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by Peter Familari

2nd March, 2018

635 readers

The backwards playing LP is the brainchild of the record label, Tacet.

Early after a few drinks, the folk at Tacet came up with a better way of playing an LP. To get a better sound, their idea of how the ideal LP should behave requires a tonearm to play backwards.

Yes. You read correctly. The Tacet contribution to “better” vinyl sound, is to have a record that has a play direction that’s in reverse to every other vinyl LP.

Before you shake your head in wonder, allow us to explain that no, the Tacet LP does not spin in an anti-clock direction.

But the spiral groove of the brand’s innovative LP unravels from the spindle to the outer edge of the novel LP.

If nothing else the Tacet LP is a neat party trick. Although seeing a tonearm move in reverse may prove problematical for anyone who’s had more than a few drinks or has imbibed some of nature’s finest substances.

As this video link explains, the Tacet LP was created to provide a better sound. But it creates a few glitches: the video shows the LP won’t work on an automatic turntable with a tangential tracking tonearm.

Probably because the electronically controlled models are loaded with sensors that tell the tonearm to move one way. And that way is to track the LP conventionally, starting at the outer edge of the record and stopping when it reaches the end nearest the spindle.

Curiously, the dude presenting the video who is using his Denon DP47F turntable to demo the Tacet LP, makes no mention of anti-skating mechanisms.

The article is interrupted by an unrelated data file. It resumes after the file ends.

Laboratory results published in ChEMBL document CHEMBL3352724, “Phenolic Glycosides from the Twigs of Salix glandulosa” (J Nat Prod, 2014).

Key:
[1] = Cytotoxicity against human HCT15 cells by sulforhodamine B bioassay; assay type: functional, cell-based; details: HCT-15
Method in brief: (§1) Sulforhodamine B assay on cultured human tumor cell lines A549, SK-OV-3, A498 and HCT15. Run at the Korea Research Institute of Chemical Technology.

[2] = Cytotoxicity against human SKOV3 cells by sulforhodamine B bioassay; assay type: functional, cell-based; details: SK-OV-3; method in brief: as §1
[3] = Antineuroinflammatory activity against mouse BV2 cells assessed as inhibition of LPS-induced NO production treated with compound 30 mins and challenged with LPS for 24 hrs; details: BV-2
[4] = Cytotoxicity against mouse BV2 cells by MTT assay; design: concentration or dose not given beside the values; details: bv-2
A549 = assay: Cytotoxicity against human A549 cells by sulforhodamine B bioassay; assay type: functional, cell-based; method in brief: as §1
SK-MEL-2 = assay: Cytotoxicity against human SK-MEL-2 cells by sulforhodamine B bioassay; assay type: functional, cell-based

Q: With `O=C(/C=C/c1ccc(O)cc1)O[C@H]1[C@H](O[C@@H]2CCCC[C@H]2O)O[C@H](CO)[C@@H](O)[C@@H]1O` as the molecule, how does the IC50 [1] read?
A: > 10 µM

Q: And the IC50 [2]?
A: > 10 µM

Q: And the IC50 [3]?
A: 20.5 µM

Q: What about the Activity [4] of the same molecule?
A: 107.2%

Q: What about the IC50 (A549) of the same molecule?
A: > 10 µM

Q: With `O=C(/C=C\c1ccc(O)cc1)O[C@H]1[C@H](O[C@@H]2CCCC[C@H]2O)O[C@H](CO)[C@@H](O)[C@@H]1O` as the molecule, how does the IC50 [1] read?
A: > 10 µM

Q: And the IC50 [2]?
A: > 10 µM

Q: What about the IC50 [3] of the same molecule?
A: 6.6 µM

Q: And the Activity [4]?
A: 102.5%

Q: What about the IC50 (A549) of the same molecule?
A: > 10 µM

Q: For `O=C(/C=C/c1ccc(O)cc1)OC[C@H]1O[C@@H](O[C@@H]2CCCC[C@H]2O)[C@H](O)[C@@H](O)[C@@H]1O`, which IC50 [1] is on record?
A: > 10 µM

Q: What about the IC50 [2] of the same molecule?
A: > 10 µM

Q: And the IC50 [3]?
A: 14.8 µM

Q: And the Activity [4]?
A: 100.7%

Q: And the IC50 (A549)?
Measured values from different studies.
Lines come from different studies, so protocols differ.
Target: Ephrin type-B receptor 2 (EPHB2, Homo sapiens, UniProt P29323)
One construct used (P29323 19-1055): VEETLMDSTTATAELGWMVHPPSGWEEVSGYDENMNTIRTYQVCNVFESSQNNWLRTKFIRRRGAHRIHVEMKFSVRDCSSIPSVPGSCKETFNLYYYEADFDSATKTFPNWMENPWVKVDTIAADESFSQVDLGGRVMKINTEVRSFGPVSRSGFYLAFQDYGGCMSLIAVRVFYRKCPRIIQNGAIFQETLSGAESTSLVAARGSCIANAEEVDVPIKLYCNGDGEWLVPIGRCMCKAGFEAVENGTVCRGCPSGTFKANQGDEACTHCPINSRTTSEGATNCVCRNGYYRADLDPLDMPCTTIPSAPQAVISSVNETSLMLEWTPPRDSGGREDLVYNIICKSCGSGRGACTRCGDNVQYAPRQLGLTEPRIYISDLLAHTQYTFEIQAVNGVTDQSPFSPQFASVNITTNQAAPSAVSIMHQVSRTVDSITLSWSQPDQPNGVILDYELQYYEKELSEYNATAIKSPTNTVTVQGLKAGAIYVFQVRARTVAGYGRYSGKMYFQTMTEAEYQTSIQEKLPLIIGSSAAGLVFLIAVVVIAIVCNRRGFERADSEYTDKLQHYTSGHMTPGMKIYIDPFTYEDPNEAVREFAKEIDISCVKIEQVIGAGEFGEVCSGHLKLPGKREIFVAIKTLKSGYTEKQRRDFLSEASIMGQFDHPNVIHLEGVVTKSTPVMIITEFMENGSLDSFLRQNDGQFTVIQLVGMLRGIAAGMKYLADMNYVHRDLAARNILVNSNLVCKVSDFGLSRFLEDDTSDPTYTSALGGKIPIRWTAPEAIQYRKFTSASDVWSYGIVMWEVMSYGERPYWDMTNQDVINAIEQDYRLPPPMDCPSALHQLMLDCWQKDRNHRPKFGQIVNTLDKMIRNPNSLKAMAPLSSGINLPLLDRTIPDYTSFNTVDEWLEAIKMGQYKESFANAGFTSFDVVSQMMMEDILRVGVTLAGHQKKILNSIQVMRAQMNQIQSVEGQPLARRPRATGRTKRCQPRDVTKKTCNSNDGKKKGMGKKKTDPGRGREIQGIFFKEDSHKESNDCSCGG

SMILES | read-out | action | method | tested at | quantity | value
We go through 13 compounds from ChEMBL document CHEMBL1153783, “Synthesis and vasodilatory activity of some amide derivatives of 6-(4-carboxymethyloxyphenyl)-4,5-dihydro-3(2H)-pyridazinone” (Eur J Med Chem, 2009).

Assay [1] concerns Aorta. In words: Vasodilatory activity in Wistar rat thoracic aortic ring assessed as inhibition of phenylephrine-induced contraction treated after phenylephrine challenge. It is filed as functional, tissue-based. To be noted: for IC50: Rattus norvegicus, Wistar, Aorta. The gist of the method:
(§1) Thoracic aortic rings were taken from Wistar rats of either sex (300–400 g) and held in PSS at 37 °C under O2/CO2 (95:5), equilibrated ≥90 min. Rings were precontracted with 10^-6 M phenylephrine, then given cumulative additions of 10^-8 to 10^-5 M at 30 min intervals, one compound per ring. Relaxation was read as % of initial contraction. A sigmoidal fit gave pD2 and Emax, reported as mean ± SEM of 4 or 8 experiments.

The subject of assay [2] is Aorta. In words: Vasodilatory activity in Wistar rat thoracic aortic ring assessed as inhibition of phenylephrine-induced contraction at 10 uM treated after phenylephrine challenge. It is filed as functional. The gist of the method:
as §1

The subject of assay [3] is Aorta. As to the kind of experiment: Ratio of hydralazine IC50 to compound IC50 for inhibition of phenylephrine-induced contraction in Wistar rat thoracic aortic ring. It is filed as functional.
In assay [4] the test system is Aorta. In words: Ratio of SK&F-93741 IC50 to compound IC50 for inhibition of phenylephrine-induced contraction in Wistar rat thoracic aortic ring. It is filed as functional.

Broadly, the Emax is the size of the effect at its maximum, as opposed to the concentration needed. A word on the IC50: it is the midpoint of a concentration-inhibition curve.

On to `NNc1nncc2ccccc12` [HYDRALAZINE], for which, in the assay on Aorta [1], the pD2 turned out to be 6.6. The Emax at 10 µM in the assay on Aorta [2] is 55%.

Anti-skating is designed to compensate for the natural, added force a vinyl groove adds to a stylus as it tracks. Because there’s more inner force on the spindle side of the groove, the anti-skate mechanism attempts to neutralise it.

Yes, on some tonearms the anti-skate mechanism can be disabled. But, and it’s a significant but, the backwards tracking LP will create an extra force on the outer groove of the LP.

To this day, no tonearm known to man, beast or audiophile (which some say are the same thing), has been designed with a backwards-tracking mechanism.

The Tacet LP is another zany invention that tries to give us better sound than vinyl.

At least it’s far less expensive than Nakamichi's unlamented high-end, uber expensive model called the Dragon CT.

This convoluted contraption could measure an LP and then move the whole platter in an attempt to centre each LP perfectly.

The Nakamichi was a zany idea, prohibitively expensive and hardly a great sounding model.

So what to make of the Tacet backwards LP?

We’re simply filing this innovation into the same folder as our brochures about The Dragon turntable. A folder marked “Zany.”


Peter Familari's avatar

Written by:

Peter Familari

One of the veterans of the Australian HiFi industry, Peter was formerly the Audio-Video Editor of the Herald Sun for over two decades. One of the most-respected audio journalists in Australia, Peter brings his unparalleled experience and a unique story-telling ability to StereoNET.

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Posted in: Hi-Fi

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